New law advocates more quota for disabled
A new draft law for disabled suggests reservation for them in legislative bodies, up to 7% reservation in government jobs and a right-based approach for different groups. However, the draft still falls short of expectations. Chetan Chauhan reports.delhi Updated: Jul 12, 2011 23:46 IST
A new draft law for disabled suggests reservation for them in legislative bodies, up to 7% reservation in government jobs and a right-based approach for different groups. However, the draft still falls short of expectations.
The committee constituted to frame the Rights of the Persons with Disabilities, 2011, has also told the Centre that a new ministry to look into issue of disabled should be set up and all ministries should have a cell for disabled people. It also wants some reservation in elected bodies for disabled so that they can be heard.
“It is a progressive step but full of shortcomings,” said Javed Abidi of Disabled Rights Group, an NGO that campaigns for rights of disabled people. “They want special schools for disabled to be continued instead of mainstreaming their education with other children. It may be because some of the members of the committee run special school for disabled.”
In a major change proposed, the panel wants that there should be 1% reservation in jobs for seven different categories of disabled people, meaning that an increase from 3 to 7%.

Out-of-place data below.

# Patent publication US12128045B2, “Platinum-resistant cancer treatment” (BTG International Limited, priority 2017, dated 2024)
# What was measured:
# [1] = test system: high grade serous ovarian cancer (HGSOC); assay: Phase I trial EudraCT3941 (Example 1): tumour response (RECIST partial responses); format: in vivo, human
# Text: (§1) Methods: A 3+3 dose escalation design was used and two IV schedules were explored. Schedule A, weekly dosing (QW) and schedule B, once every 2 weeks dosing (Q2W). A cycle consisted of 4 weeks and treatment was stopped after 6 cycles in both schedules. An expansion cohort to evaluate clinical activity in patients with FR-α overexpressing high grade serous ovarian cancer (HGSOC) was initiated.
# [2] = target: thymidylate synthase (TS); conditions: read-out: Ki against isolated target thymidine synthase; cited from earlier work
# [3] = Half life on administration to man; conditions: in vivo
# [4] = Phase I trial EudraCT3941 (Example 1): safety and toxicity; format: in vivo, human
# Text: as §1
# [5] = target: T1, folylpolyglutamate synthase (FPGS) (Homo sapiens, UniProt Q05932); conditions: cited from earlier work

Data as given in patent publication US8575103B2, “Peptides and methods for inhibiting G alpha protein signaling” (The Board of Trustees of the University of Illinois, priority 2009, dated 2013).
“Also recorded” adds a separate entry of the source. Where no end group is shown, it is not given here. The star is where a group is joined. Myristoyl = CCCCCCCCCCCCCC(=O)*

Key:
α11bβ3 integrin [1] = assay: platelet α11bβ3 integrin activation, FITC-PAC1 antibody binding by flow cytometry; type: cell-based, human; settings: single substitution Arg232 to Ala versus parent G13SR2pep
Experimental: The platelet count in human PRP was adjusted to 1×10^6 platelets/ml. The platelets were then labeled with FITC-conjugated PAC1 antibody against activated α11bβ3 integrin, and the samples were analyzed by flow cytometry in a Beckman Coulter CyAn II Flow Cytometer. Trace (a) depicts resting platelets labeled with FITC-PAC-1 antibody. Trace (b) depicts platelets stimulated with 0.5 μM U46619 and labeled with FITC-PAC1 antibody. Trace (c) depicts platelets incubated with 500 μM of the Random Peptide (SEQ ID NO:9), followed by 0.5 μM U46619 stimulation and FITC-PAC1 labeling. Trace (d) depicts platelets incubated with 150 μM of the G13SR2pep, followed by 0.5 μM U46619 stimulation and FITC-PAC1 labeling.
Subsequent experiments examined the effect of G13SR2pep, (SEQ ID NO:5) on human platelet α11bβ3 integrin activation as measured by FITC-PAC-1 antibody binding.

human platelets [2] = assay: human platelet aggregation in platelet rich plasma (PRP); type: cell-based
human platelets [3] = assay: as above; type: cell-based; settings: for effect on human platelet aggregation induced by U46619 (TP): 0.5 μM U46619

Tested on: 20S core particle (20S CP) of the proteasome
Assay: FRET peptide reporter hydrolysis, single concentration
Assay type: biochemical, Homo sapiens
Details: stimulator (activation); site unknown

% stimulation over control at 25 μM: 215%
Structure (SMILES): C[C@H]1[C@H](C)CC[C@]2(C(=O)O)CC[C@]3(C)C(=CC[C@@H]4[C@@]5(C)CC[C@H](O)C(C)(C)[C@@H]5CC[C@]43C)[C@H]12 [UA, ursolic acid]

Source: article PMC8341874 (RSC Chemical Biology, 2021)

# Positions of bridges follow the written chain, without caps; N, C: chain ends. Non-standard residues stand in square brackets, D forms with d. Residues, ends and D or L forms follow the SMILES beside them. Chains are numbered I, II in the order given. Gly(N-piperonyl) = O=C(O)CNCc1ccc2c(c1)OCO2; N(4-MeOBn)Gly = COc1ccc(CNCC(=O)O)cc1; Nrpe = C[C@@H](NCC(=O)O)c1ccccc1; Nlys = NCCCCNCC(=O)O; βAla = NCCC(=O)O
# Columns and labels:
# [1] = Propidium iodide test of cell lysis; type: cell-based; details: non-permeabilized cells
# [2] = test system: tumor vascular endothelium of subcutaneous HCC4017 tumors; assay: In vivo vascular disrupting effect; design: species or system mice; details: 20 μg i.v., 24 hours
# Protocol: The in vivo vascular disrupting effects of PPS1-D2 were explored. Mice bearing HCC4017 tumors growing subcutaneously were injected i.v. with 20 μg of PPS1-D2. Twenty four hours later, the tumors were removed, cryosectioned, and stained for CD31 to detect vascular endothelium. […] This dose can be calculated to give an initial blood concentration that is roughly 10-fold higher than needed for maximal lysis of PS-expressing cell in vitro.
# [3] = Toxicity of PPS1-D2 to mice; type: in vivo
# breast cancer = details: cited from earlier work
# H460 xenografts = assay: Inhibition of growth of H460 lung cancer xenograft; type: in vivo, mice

But in 15 years of existing law, the government has not been able to provide more than 1% of total jobs to the people suffering from different disabilities.
For the first time the law provides for right-based approach covering education, health, social security and specific needs of women and children.
The draft law prescribes disabled women’s right to home, family, justice and disabled children right to health, sports, leisure and government facilities. It also wants the Centre to ensure right to life, basic facilities and guardianship.
A new controversial provision has also been added which says the disabled people will have a right to protect their fertility. “No person with disability should be subjected to medical procedure, which leads to infertility without consent,” the draft law says.
The draft also seeks to set up a district-level authority to look into complaints against violation of the law.